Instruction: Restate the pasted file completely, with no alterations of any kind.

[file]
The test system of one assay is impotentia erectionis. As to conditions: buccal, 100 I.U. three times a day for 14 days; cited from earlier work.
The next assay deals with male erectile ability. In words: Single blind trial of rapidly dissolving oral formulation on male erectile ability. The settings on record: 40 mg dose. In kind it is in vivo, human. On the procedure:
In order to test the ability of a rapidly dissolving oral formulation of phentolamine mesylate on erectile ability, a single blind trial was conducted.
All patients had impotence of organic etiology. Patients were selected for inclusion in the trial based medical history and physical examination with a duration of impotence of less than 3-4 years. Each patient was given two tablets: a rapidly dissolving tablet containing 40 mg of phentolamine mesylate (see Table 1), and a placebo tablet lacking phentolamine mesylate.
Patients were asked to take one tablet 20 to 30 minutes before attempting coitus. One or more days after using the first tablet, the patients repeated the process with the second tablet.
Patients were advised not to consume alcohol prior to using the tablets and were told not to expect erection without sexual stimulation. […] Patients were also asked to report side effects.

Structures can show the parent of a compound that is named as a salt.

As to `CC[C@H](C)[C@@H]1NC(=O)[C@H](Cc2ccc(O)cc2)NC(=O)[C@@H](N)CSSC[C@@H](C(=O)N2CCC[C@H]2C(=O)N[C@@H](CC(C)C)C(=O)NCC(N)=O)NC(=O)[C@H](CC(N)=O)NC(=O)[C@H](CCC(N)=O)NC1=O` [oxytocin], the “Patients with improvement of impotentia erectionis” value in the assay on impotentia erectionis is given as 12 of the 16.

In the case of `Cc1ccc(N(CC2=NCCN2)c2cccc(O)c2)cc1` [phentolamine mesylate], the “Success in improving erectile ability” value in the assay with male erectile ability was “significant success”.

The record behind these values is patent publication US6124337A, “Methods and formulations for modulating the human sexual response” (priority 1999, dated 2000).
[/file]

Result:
The test system of one assay is impotentia erectionis. As to conditions: buccal, 100 I.U. three times a day for 14 days; cited from earlier work.
The next assay deals with male erectile ability. In words: Single blind trial of rapidly dissolving oral formulation on male erectile ability. The settings on record: 40 mg dose. In kind it is in vivo, human. On the procedure:
In order to test the ability of a rapidly dissolving oral formulation of phentolamine mesylate on erectile ability, a single blind trial was conducted.
All patients had impotence of organic etiology. Patients were selected for inclusion in the trial based medical history and physical examination with a duration of impotence of less than 3-4 years. Each patient was given two tablets: a rapidly dissolving tablet containing 40 mg of phentolamine mesylate (see Table 1), and a placebo tablet lacking phentolamine mesylate.
Patients were asked to take one tablet 20 to 30 minutes before attempting coitus. One or more days after using the first tablet, the patients repeated the process with the second tablet.
Patients were advised not to consume alcohol prior to using the tablets and were told not to expect erection without sexual stimulation. […] Patients were also asked to report side effects.

Structures can show the parent of a compound that is named as a salt.

As to `CC[C@H](C)[C@@H]1NC(=O)[C@H](Cc2ccc(O)cc2)NC(=O)[C@@H](N)CSSC[C@@H](C(=O)N2CCC[C@H]2C(=O)N[C@@H](CC(C)C)C(=O)NCC(N)=O)NC(=O)[C@H](CC(N)=O)NC(=O)[C@H](CCC(N)=O)NC1=O` [oxytocin], the “Patients with improvement of impotentia erectionis” value in the assay on impotentia erectionis is given as 12 of the 16.

In the case of `Cc1ccc(N(CC2=NCCN2)c2cccc(O)c2)cc1` [phentolamine mesylate], the “Success in improving erectile ability” value in the assay with male erectile ability was “significant success”.

The record behind these values is patent publication US6124337A, “Methods and formulations for modulating the human sexual response” (priority 1999, dated 2000).